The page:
Analysing the role of transcriptional regulators in Drosophila and mouse stem cells
- Research Opportunity
- PhD students, Honours students, Master of Biomedical Science
- Number of Honour Places Available
- Number of Master Places Available
|Prof Gary Himeemail@example.com|
|A/Prof Helen Abud|
Summary The Hime groups studies regulation of organ development and regeneration in Drosophila and vertebrate tissues. Many differentiated but renewable cell types are derived from relatively small populations of dedicated precursors, or stem cells. The ability to replenish differentiated cells depends on the continued survival and proliferation of their respective stem cell populations. If we are to realise the goals of re-programming tissue differentiation, growing organs for transplantation in vitro, regeneration of damaged organs in vivo and targeted effective treatments for cancer it is essential that we understand the molecules and mechanisms that stem cells utilise for renewal and differentiation.
Project DetailsWe have shown that transcriptional regulators of epithelial to mesenchymal transition are required in diverse stem cell populations. This role has been conserved through evolution of animals as these proteins can be found in stem cells from Drosophila to mouse. This project involves using CRISPR and genetically modified Drosophila or mouse intestinal organoid cultures to identify how these proteins regulate stem cell numbers and control the production of differentiated progeny cells. See Horvay et al (2015), Voog et al (2014) and Horvay et al (2011).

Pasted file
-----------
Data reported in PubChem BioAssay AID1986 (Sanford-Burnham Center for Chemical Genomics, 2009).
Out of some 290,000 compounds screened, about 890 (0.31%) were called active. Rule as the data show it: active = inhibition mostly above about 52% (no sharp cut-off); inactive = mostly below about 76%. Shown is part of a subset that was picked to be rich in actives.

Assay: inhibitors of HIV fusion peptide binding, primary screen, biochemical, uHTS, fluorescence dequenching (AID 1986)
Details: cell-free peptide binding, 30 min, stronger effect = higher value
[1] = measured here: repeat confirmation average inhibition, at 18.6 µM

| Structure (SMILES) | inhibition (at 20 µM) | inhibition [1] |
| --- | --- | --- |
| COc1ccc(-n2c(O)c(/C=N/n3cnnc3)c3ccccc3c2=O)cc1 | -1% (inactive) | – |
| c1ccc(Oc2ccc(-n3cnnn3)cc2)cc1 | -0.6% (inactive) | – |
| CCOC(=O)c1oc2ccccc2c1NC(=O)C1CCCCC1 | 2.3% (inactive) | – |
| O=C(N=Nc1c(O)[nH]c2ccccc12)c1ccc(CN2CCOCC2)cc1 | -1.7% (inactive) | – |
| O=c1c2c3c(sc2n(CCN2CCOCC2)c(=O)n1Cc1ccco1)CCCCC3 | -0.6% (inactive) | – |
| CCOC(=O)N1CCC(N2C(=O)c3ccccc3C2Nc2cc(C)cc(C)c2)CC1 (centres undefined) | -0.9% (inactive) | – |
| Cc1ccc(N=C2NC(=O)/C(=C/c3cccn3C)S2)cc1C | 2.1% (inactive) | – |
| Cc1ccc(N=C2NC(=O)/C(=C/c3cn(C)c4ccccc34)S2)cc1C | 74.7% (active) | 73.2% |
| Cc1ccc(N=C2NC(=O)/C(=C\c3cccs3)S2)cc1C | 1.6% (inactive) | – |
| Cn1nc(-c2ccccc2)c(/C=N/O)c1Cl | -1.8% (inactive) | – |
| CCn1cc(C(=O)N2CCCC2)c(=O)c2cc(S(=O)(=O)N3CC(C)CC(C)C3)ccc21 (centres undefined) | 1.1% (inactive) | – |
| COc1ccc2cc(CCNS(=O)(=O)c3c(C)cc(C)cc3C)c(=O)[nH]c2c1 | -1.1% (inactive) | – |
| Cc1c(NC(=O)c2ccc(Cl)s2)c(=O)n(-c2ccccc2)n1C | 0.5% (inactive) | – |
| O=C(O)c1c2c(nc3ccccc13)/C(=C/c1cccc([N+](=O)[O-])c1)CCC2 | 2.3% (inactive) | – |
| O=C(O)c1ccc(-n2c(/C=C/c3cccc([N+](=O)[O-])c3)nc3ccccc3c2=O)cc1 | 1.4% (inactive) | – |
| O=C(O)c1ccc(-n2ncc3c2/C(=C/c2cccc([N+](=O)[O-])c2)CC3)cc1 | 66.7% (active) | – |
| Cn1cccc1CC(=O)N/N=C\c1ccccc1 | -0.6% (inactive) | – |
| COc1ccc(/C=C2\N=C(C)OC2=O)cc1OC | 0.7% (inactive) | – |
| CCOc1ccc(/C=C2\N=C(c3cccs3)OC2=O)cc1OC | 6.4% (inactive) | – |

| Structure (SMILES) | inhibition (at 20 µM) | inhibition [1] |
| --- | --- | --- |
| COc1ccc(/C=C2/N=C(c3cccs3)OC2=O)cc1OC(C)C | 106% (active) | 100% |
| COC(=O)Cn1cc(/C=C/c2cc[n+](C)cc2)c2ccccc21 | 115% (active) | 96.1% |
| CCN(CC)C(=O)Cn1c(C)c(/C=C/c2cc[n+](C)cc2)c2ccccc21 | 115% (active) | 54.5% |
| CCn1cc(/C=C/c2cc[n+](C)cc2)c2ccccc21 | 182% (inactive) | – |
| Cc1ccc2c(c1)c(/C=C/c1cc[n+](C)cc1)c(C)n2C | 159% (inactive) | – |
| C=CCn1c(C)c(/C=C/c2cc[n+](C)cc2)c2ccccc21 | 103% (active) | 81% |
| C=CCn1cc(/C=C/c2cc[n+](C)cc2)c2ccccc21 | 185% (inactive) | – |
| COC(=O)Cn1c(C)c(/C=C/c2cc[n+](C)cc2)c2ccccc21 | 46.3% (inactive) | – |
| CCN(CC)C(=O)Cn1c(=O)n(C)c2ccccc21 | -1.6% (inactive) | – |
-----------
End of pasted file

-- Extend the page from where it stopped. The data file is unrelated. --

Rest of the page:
PhD students, Honours students, Master of Biomedical Science
Students who are interested in joining this project will need to consider their elegibility as well as other requirements before contacting the supervisor of this research
For further information about this research, please contact a supervisor.
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